After moving to Japan, I couldn’t help but notice my pants kept getting tighter. Where was all that healthy food I was promised?

p36_memoir02Everyone knows Japanese food is healthy … right? I mean, the Japanese eat lots of veggies, sushi is a staple (or so we Westerners think) and there’s actually a book called Japanese Women Don’t Get Old or Fat. So why—several months into my stay in Japan—was I gaining weight instead of losing it? Well, one thing no one tells you about Japanese food is just how good it is. I mean ridiculously, deliciously, give-up- your-dreams-of-turning-vegetarian good.

Let me explain: Japanese cuisine is not just sushi. Far from it. It’s izakaya restaurants filled with tapa after way-too-affordable tapa. It’s bottomless bowls of udon and ramen and curry (oh my!). It’s deep-fried deliciousness you never even dreamed of. And … it’s onigiri.

Yes, those tiny little rice balls hold a large share of the blame for the fresh-off-the-boat fifteen I put on during my first couple of years in Japan. See, as a teacher with a far-from-routine teach- ing schedule, I needed an easy snack to satisfy my growling stomach between classes. And once I learned about onigiri, I made it a daily tradition to hop in my car and head to the nearest konbini (convenience store) to grab my new favourite snack. I would make a beeline for the refrigerator, where waiting for me were little triangles of rice, decorated with a perfect piece of seaweed, hiding a delightful surprise inside. From salmon sushi to sour plum, spicy tuna to savoury beef, it was a selection like you’d find in a Canadian cereal aisle. And I took great joy out of trying each and every one of them until I had chosen my top five, one for each day of my work week.

Now keep in mind, these were snacks—they came between a hearty lunch and an overly indulgent dinner. (Lots and lots of izakayas, remember?) And it wasn’t until a good two years into my stay, when I was teaching the word “snack” to a slender and beautiful student, that I realized my very big mistake.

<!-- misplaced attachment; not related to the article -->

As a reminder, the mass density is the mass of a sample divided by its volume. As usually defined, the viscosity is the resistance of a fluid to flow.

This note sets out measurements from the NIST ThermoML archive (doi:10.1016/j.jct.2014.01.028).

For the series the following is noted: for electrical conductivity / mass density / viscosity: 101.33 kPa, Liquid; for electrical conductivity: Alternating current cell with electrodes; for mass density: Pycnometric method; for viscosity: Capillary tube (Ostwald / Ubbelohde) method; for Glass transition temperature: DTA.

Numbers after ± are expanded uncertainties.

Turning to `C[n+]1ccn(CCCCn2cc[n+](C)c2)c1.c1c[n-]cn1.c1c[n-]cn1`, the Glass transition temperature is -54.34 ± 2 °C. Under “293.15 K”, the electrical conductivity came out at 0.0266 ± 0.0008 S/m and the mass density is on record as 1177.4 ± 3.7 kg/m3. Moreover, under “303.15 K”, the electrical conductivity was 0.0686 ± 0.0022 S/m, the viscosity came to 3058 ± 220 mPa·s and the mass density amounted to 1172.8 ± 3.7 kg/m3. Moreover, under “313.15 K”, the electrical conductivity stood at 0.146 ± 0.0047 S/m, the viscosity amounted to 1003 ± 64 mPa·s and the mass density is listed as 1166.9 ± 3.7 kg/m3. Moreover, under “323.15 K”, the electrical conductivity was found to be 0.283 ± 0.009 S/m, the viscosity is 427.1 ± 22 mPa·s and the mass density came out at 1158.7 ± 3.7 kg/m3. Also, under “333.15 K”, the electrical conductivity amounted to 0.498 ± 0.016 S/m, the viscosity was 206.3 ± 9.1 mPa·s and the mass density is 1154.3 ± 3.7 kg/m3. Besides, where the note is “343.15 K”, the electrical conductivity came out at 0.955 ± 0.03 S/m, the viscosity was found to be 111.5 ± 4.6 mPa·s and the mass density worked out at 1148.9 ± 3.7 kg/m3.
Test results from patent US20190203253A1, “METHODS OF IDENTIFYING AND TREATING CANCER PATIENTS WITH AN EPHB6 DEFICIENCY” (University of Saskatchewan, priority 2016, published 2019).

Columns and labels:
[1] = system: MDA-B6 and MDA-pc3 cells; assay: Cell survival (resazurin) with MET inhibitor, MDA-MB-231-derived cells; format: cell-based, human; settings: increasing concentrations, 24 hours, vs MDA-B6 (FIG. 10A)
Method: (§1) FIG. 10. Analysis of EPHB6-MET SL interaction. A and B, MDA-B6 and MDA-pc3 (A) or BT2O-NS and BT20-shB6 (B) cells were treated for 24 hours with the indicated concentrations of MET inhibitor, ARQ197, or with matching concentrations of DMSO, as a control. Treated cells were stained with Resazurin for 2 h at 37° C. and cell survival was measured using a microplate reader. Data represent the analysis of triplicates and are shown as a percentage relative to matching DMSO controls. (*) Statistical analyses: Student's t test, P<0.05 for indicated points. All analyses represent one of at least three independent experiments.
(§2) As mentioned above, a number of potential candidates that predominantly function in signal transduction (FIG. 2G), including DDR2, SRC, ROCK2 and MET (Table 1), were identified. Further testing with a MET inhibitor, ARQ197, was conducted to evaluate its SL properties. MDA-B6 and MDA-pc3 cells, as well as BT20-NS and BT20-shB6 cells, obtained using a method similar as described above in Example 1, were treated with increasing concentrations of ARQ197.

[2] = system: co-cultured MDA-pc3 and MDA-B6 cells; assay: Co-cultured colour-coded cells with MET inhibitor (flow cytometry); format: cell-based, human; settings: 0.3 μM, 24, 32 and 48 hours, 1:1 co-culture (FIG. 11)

“A snack is a small, light dish you eat between meals. You know, like onigiri,” I said.

It took several other examples for her to figure out what I was talking about. I couldn’t understand why it took her so long to grasp the concept until she corrected me: “Onigiri is not a snack. It has enough calories to be a full meal.”Oops.

I guess I shouldn’t be surprised that the same slender and beautiful student opened my eyes to the fact that my “healthy” breakfast, comprised of two slices of toast with peanut butter and banana (fruit! protein!), was in fact the equivalent of four pieces of bread. (They slice their loaves quite a bit thicker than we do here in Canada.) At least my mysterious weight gain was no longer a mystery.

Once I discovered the error of my ways (and joined a gym!), I was able to fit into my old pairs of pants again. But it only took two years to realize my very big mistake.


Kathleen spent years living in and travelling around Japan—and blogging about her adventures while she was at it. Now back in Toronto, Kathleen continues to write about her life-changing experience abroad when she can—in between discovering new and delicious Japanese restaurants in the city, working as a copywriter and raising her baby boy.

Illustration by Chieko Watanabe